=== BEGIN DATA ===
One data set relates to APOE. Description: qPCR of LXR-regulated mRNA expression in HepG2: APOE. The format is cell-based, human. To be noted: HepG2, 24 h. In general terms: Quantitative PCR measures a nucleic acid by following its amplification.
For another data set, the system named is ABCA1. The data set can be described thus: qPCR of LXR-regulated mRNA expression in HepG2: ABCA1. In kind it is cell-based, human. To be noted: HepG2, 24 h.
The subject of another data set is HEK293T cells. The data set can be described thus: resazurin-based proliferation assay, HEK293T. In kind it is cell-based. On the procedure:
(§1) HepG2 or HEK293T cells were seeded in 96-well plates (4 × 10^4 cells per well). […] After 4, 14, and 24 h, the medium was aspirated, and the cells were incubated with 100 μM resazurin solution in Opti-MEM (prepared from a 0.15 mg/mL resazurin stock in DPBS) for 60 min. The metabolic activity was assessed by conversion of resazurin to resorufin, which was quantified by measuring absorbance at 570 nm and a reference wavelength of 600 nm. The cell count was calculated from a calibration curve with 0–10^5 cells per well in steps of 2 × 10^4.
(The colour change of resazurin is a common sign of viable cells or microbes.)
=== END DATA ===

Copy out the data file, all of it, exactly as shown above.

One data set relates to APOE. Description: qPCR of LXR-regulated mRNA expression in HepG2: APOE. The format is cell-based, human. To be noted: HepG2, 24 h. In general terms: Quantitative PCR measures a nucleic acid by following its amplification.
For another data set, the system named is ABCA1. The data set can be described thus: qPCR of LXR-regulated mRNA expression in HepG2: ABCA1. In kind it is cell-based, human. To be noted: HepG2, 24 h.
The subject of another data set is HEK293T cells. The data set can be described thus: resazurin-based proliferation assay, HEK293T. In kind it is cell-based. On the procedure:
(§1) HepG2 or HEK293T cells were seeded in 96-well plates (4 × 10^4 cells per well). […] After 4, 14, and 24 h, the medium was aspirated, and the cells were incubated with 100 μM resazurin solution in Opti-MEM (prepared from a 0.15 mg/mL resazurin stock in DPBS) for 60 min. The metabolic activity was assessed by conversion of resazurin to resorufin, which was quantified by measuring absorbance at 570 nm and a reference wavelength of 600 nm. The cell count was calculated from a calibration curve with 0–10^5 cells per well in steps of 2 × 10^4.
(The colour change of resazurin is a common sign of viable cells or microbes.)